In essence, ask yourself, “How would I act if I believed I was loved?” Make your choices from the position of your “healthy self” rather than your “hurt self.” This is akin to “acting as if.”
In order to make decisions from the “healthy self” perspective, you must develop your healthy self. This is the part of you that is strong, nurturing, and protective. Visualize a strong inner self to help you make important decisions. Actually, it is probably best that your healthy self make all decisions.
One way to help yourself with this idea of developing an inner healthy self, or healthy parent, is by using imagery. Drawing can help. Put yourself in a reflective space and visualize an inner healthy adult. Drawing a picture can help. Draw your inner hurt self and then draw a picture of a healthy nurturing parent helping yourself; seeing your hurts.
Whenever you get challenged or stuck in a position of feeling “less than” others, perhaps caused by a trigger, stop and do some imagery. Be there for yourself and use imagery to “grow yourself up” in a healthy way.
Another aspect of healing from being raised as an irrelevant person is to develop “dis-confirming” relationships with others. In other words, develop relationships with others that disconfirm that you are irrelevant and invisible. Pick friendships with people who can “see” you and care about who you are and what you have to say.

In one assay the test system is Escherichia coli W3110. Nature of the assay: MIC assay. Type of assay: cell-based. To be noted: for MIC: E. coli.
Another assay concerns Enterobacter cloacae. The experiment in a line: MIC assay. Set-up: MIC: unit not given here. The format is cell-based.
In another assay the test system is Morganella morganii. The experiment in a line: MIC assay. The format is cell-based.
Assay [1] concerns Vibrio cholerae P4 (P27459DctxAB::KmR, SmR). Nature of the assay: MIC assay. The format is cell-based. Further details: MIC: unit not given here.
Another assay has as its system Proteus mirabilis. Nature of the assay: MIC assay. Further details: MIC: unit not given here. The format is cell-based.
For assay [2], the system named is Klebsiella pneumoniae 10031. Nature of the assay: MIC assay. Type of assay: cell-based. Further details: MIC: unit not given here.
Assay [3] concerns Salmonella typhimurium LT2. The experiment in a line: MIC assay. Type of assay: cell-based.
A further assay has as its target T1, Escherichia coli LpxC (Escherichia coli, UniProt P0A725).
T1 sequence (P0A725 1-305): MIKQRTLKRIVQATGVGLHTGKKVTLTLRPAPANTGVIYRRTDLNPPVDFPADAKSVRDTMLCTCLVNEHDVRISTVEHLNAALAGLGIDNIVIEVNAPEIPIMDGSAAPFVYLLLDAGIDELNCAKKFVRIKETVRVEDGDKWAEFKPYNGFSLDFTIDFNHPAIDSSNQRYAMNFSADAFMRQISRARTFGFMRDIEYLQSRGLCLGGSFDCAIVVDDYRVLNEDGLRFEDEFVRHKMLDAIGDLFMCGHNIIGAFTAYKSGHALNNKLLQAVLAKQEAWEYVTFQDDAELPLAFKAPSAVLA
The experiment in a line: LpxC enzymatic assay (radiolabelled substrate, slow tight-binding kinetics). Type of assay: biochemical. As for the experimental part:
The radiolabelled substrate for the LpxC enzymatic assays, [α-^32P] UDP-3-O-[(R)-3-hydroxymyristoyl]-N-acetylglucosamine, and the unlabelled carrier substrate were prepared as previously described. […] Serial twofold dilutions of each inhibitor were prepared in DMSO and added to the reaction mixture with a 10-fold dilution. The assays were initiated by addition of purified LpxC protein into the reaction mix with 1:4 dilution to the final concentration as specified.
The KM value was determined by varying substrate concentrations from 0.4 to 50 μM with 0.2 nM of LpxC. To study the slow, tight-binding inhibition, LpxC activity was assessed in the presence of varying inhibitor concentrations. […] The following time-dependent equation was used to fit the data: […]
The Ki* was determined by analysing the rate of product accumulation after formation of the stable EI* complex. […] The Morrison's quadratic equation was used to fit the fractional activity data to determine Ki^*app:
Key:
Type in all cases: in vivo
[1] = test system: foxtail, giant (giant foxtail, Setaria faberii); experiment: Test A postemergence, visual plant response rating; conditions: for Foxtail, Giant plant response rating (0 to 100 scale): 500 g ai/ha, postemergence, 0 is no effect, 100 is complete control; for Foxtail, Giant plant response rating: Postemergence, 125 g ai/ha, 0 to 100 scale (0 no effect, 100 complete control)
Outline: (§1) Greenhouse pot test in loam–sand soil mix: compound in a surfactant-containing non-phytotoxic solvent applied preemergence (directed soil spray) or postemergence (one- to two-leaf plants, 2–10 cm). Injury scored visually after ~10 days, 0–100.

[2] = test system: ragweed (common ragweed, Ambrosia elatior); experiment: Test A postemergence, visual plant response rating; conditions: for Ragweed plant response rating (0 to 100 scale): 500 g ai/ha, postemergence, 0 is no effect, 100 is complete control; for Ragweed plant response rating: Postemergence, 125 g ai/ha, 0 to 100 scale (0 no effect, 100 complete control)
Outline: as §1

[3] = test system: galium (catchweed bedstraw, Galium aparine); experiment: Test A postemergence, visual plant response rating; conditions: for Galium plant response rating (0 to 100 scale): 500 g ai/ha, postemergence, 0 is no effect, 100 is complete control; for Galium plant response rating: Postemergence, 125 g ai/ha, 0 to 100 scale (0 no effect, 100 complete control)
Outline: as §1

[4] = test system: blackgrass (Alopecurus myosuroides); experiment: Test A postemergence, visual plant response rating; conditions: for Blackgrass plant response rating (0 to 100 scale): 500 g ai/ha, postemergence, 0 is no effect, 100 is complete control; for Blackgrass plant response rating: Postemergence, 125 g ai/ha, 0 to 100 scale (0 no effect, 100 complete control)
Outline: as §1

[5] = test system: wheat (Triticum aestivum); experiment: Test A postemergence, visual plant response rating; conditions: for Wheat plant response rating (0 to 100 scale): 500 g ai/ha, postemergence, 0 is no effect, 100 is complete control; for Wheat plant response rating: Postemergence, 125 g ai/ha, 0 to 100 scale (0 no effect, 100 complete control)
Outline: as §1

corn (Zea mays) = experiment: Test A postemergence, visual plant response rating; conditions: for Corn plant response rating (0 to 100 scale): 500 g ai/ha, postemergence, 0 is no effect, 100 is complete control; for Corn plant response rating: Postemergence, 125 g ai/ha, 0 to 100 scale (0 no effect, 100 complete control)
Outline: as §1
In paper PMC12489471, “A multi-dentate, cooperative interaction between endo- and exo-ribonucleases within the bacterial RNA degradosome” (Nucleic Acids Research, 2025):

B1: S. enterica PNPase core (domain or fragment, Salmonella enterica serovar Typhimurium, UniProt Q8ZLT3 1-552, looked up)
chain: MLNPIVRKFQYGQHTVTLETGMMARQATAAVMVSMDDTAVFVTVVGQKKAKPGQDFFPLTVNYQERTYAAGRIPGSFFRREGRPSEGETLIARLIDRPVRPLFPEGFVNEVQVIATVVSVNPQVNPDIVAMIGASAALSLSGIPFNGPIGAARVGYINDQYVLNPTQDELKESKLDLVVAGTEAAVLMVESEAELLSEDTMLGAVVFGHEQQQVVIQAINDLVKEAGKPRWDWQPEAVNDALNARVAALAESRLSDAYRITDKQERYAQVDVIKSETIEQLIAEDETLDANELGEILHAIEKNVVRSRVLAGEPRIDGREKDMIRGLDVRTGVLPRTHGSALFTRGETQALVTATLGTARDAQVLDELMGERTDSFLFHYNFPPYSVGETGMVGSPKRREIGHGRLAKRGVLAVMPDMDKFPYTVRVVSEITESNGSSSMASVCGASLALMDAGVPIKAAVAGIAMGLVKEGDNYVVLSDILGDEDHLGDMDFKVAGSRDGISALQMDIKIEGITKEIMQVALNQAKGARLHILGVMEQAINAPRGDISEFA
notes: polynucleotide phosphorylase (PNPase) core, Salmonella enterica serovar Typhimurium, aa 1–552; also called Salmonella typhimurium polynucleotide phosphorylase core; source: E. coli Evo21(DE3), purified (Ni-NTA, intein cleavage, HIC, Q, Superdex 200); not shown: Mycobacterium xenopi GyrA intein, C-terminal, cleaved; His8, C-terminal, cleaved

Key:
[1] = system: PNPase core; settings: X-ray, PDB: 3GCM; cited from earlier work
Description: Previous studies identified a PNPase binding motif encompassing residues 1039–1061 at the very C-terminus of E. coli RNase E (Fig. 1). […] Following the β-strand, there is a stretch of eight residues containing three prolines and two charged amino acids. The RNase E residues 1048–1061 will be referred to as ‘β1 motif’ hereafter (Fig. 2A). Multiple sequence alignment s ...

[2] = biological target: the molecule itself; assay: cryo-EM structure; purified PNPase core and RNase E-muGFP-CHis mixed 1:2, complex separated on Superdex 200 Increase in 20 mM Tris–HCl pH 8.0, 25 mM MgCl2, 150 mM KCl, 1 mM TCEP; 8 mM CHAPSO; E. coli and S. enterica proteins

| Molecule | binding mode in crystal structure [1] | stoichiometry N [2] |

You will heal from the experience of not mattering by mattering. Getting a good therapist to help you with this is highly recommended. Also, join a healthy support group. Anything you can do to put yourself in the position of developing healthy, satisfying relationships with others in order to experience yourself connecting to others will undo the damage caused in early childhood. It may not totally provide secure attachment for you, but it’s the next best thing to doing so.
You will heal as you create a new life for yourself. One that is full of self-compassion, safe people, flexibility, and strength. Take your healing process one day and one step at a time.